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Gov. Greg Abbott considering putting Austin police under state control after budget cut

Austin police officers gathered on Interstate 35 to remove protesters demonstrating against police brutality from the highway in May. Gov. Greg Abbott and other state leaders have criticized Austin officials’ decision to cut police department funding.                    Credit: Miguel Gutierrez Jr./The Texas Tribune
Austin police officers gathered on Interstate 35 to remove protesters demonstrating against police brutality from the highway in May. Gov. Greg Abbott and other state leaders have criticized Austin officials’ decision to cut police department funding. Credit: Miguel Gutierrez Jr./The Texas Tribune

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Gov. Greg Abbott is considering a legislative proposal that, if passed, would put the control of the Austin Police Department under state authority.

Texas’ governor tweeted Thursday that he was looking at a strategy that would stop major city officials’ efforts to shift resources away from police departments and into other social services. Austin became the first Texas city to approve cutting its police budget last month as calls rise to “defund police” during a revived movement against police brutality and racial injustice.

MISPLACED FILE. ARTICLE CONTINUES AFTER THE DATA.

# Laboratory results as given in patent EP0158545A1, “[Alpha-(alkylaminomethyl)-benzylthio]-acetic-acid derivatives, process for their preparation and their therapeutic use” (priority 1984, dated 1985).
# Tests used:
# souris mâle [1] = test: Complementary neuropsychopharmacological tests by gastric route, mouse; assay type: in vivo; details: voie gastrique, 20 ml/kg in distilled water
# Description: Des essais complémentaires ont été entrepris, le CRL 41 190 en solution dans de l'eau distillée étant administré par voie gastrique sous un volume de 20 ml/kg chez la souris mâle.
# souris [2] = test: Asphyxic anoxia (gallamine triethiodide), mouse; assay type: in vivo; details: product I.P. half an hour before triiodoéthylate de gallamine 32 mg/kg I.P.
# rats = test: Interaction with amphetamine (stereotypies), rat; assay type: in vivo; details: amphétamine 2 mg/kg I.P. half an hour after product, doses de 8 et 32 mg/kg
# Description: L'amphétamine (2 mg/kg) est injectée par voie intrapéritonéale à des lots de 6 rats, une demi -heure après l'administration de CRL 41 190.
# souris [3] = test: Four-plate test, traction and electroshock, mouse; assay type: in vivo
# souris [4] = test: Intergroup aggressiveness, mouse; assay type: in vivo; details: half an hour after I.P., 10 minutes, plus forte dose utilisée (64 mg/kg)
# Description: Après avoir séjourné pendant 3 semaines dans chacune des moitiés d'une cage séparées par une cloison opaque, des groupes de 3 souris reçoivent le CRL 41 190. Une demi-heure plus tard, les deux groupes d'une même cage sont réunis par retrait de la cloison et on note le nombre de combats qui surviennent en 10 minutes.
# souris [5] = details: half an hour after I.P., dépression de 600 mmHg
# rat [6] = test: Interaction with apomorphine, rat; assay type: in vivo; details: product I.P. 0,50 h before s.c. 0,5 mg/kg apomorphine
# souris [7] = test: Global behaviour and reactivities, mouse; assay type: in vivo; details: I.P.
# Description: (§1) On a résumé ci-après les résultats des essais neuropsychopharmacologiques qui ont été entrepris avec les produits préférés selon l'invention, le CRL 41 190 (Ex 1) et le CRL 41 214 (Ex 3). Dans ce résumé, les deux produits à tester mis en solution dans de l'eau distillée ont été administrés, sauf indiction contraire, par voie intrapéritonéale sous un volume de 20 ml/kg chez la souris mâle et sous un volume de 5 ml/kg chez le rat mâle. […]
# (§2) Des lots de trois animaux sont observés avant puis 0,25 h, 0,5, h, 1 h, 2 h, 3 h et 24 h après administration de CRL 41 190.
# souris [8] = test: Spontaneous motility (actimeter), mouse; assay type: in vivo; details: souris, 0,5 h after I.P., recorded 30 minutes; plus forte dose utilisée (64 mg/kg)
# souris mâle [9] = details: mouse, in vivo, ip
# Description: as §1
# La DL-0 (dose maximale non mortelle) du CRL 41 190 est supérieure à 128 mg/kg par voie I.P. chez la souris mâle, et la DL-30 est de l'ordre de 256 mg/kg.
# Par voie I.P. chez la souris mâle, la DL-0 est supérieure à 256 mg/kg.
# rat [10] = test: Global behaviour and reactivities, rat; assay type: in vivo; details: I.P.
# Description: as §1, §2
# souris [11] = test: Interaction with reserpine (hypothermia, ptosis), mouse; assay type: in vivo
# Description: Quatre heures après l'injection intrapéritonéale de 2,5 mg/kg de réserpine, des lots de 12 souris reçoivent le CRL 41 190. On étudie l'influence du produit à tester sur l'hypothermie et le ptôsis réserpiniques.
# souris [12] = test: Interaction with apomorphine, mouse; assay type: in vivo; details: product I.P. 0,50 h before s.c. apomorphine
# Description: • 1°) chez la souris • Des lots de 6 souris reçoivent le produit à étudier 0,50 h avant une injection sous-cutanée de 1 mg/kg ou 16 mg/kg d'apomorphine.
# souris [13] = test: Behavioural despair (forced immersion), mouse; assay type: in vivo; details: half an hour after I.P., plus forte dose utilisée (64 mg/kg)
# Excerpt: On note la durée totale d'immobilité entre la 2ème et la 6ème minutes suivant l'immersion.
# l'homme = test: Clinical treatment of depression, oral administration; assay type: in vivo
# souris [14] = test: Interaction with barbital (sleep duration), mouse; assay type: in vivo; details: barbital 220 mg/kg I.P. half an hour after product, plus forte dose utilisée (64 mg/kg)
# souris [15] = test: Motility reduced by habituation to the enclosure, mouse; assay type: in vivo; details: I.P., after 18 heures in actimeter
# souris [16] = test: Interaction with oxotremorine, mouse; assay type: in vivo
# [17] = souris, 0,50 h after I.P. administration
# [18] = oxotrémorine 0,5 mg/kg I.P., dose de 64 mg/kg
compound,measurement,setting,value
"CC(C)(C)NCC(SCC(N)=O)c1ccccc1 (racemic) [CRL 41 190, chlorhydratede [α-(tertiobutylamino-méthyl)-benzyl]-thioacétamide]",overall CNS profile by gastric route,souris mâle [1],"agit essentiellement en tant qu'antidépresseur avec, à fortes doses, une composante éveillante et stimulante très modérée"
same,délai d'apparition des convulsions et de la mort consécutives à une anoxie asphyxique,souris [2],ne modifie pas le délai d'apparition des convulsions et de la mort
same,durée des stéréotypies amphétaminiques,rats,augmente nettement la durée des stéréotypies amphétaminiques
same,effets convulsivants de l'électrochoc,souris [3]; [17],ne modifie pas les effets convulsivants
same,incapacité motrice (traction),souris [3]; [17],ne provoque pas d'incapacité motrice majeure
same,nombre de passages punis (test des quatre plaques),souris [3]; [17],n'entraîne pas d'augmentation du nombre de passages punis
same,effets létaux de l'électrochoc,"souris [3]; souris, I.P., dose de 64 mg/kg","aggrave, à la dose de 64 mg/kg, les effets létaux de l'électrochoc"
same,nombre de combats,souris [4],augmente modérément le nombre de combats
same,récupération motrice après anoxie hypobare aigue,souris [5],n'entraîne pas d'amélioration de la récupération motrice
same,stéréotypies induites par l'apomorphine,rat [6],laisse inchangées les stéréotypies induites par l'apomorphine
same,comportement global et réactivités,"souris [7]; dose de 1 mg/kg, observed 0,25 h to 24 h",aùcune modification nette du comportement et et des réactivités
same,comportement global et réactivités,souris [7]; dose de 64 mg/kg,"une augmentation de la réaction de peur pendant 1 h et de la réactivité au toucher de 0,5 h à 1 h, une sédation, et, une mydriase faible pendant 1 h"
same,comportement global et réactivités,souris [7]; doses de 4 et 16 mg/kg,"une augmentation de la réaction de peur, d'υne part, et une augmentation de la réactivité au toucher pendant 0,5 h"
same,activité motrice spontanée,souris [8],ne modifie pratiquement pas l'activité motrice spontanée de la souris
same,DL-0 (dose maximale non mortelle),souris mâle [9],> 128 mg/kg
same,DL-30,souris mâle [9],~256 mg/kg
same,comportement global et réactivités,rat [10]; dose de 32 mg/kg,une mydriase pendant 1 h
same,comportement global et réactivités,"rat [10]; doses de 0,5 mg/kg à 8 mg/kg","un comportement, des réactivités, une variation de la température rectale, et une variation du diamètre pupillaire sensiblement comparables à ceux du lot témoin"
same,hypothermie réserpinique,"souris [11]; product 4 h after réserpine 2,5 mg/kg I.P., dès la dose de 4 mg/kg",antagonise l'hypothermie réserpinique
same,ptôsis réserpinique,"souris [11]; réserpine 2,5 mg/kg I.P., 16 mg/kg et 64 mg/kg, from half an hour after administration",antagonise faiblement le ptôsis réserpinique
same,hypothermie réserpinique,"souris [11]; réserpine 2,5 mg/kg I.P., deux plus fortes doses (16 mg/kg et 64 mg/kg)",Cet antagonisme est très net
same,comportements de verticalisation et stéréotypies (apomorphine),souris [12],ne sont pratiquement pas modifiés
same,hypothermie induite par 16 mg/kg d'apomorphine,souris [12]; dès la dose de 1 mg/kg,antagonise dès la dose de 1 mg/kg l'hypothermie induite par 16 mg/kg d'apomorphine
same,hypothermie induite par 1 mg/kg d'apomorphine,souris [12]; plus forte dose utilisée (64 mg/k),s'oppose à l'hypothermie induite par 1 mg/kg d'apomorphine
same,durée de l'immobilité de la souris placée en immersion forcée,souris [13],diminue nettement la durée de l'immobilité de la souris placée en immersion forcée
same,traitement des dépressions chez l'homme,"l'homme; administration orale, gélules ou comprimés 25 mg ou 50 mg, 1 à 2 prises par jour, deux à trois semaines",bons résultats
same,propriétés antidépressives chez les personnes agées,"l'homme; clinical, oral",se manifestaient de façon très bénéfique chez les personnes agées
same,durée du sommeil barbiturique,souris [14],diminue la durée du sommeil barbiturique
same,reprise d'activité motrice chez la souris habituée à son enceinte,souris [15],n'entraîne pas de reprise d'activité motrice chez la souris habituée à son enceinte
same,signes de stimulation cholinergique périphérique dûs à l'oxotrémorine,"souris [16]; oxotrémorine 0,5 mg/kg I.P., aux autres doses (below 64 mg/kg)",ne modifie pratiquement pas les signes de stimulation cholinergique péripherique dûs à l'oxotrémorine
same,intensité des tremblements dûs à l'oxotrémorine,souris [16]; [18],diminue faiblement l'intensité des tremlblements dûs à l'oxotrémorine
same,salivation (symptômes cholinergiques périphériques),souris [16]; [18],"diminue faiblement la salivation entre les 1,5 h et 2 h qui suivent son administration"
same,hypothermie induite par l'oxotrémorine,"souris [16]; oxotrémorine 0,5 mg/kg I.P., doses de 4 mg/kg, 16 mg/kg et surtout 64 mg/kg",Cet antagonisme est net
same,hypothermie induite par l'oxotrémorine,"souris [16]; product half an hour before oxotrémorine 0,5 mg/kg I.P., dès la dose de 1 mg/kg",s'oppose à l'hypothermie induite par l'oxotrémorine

“This proposal for the state to takeover the Austin Police Department is one strategy I'm looking at,” Abbott tweeted. “We can't let Austin's defunding & disrespect for law enforcement to endanger the public & invite chaos like in Portland and Seattle.”

The potential legislation, sent to Abbott by former Texas House Representatives Terry Keel and Ron Wilson after Austin’s decision, would allow for a city with a population over 1 million and less than two police officers per 1,000 residents — a bucket Austin falls into — to have its police force consolidated with the Texas Department of Public Safety. The state’s law enforcement branch would take over the local police department and form a new entity if the governor decided there were “insufficient municipal resources being appropriated for public safety needs,” according to a copy of the letter obtained by The Texas Tribune.

The director of DPS would control operations of the new department, and the state’s Public Safety Commission, a five-member board that oversees DPS and is appointed by the governor, would decide its budget, said Keel, who is also a former Travis County sheriff. The money would then be taken from state sales revenue taxes usually sent to the city.

This is a developing story and will be updated.